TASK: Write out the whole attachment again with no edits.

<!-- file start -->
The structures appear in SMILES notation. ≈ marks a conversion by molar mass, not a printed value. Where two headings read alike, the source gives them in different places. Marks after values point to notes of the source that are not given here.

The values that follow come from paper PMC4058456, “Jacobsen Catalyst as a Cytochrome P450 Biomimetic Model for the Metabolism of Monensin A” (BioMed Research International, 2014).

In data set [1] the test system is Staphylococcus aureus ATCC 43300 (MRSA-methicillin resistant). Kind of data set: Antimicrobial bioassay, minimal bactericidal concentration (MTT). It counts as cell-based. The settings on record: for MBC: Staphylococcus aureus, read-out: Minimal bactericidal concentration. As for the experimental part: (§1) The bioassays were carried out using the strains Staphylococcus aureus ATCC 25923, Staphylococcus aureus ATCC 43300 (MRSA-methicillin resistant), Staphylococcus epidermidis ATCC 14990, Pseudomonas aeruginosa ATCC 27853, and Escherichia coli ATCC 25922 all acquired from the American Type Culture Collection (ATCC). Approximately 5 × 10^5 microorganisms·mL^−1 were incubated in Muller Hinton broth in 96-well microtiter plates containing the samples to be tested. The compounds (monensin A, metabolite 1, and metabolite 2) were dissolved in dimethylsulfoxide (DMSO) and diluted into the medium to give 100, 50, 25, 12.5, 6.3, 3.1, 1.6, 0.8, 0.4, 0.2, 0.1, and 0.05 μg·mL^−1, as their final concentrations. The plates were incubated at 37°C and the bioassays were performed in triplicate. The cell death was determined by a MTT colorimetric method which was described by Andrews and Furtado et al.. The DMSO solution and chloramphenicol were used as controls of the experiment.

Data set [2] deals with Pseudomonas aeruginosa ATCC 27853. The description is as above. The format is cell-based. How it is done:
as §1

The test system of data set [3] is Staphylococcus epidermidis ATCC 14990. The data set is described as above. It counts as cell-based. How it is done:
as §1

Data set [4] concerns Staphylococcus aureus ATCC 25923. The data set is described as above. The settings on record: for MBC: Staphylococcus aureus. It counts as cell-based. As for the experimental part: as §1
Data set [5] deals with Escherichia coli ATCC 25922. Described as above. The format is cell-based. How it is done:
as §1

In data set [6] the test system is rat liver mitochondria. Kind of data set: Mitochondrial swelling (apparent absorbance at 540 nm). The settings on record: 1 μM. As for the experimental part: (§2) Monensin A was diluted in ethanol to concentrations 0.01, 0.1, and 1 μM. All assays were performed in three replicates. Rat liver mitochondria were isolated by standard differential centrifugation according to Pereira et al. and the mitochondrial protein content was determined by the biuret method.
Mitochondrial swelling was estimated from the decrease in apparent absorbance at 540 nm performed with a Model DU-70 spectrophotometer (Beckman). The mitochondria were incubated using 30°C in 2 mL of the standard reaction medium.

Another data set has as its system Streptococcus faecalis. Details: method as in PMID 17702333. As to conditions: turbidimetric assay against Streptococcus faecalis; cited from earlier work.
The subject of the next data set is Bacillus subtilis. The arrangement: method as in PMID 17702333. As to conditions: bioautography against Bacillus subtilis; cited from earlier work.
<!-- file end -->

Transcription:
The structures appear in SMILES notation. ≈ marks a conversion by molar mass, not a printed value. Where two headings read alike, the source gives them in different places. Marks after values point to notes of the source that are not given here.

The values that follow come from paper PMC4058456, “Jacobsen Catalyst as a Cytochrome P450 Biomimetic Model for the Metabolism of Monensin A” (BioMed Research International, 2014).

In data set [1] the test system is Staphylococcus aureus ATCC 43300 (MRSA-methicillin resistant). Kind of data set: Antimicrobial bioassay, minimal bactericidal concentration (MTT). It counts as cell-based. The settings on record: for MBC: Staphylococcus aureus, read-out: Minimal bactericidal concentration. As for the experimental part: (§1) The bioassays were carried out using the strains Staphylococcus aureus ATCC 25923, Staphylococcus aureus ATCC 43300 (MRSA-methicillin resistant), Staphylococcus epidermidis ATCC 14990, Pseudomonas aeruginosa ATCC 27853, and Escherichia coli ATCC 25922 all acquired from the American Type Culture Collection (ATCC). Approximately 5 × 10^5 microorganisms·mL^−1 were incubated in Muller Hinton broth in 96-well microtiter plates containing the samples to be tested. The compounds (monensin A, metabolite 1, and metabolite 2) were dissolved in dimethylsulfoxide (DMSO) and diluted into the medium to give 100, 50, 25, 12.5, 6.3, 3.1, 1.6, 0.8, 0.4, 0.2, 0.1, and 0.05 μg·mL^−1, as their final concentrations. The plates were incubated at 37°C and the bioassays were performed in triplicate. The cell death was determined by a MTT colorimetric method which was described by Andrews and Furtado et al.. The DMSO solution and chloramphenicol were used as controls of the experiment.

Data set [2] deals with Pseudomonas aeruginosa ATCC 27853. The description is as above. The format is cell-based. How it is done:
as §1

The test system of data set [3] is Staphylococcus epidermidis ATCC 14990. The data set is described as above. It counts as cell-based. How it is done:
as §1

Data set [4] concerns Staphylococcus aureus ATCC 25923. The data set is described as above. The settings on record: for MBC: Staphylococcus aureus. It counts as cell-based. As for the experimental part: as §1
Data set [5] deals with Escherichia coli ATCC 25922. Described as above. The format is cell-based. How it is done:
as §1

In data set [6] the test system is rat liver mitochondria. Kind of data set: Mitochondrial swelling (apparent absorbance at 540 nm). The settings on record: 1 μM. As for the experimental part: (§2) Monensin A was diluted in ethanol to concentrations 0.01, 0.1, and 1 μM. All assays were performed in three replicates. Rat liver mitochondria were isolated by standard differential centrifugation according to Pereira et al. and the mitochondrial protein content was determined by the biuret method.
Mitochondrial swelling was estimated from the decrease in apparent absorbance at 540 nm performed with a Model DU-70 spectrophotometer (Beckman). The mitochondria were incubated using 30°C in 2 mL of the standard reaction medium.

Another data set has as its system Streptococcus faecalis. Details: method as in PMID 17702333. As to conditions: turbidimetric assay against Streptococcus faecalis; cited from earlier work.
The subject of the next data set is Bacillus subtilis. The arrangement: method as in PMID 17702333. As to conditions: bioautography against Bacillus subtilis; cited from earlier work.